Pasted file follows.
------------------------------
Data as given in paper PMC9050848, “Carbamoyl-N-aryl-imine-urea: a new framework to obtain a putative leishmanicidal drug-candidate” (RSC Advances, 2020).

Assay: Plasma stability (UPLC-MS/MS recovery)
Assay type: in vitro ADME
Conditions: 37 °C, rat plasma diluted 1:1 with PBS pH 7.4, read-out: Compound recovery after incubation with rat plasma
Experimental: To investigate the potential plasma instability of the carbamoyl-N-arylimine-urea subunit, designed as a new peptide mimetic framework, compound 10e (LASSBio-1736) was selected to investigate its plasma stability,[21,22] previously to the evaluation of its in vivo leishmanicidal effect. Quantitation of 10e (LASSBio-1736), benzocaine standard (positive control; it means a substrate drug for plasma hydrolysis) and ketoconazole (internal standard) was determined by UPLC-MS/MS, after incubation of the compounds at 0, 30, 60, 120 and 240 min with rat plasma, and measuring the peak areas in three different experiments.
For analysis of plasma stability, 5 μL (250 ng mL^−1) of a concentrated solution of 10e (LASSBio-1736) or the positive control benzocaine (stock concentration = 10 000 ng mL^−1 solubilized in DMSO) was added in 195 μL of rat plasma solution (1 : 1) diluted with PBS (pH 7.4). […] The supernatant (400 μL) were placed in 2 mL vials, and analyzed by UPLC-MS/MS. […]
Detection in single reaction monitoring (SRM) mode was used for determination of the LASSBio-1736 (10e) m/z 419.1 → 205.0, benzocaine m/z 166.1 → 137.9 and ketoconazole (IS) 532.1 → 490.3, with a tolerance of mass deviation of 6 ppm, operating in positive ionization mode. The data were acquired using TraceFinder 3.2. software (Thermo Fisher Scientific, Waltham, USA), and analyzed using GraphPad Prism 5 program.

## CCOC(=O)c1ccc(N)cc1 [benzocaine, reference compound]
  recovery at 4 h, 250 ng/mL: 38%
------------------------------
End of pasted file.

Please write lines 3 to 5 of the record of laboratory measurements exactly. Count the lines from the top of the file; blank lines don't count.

Assay type: in vitro ADME
Conditions: 37 °C, rat plasma diluted 1:1 with PBS pH 7.4, read-out: Compound recovery after incubation with rat plasma
Experimental: To investigate the potential plasma instability of the carbamoyl-N-arylimine-urea subunit, designed as a new peptide mimetic framework, compound 10e (LASSBio-1736) was selected to investigate its plasma stability,[21,22] previously to the evaluation of its in vivo leishmanicidal effect. Quantitation of 10e (LASSBio-1736), benzocaine standard (positive control; it means a substrate drug for plasma hydrolysis) and ketoconazole (internal standard) was determined by UPLC-MS/MS, after incubation of the compounds at 0, 30, 60, 120 and 240 min with rat plasma, and measuring the peak areas in three different experiments.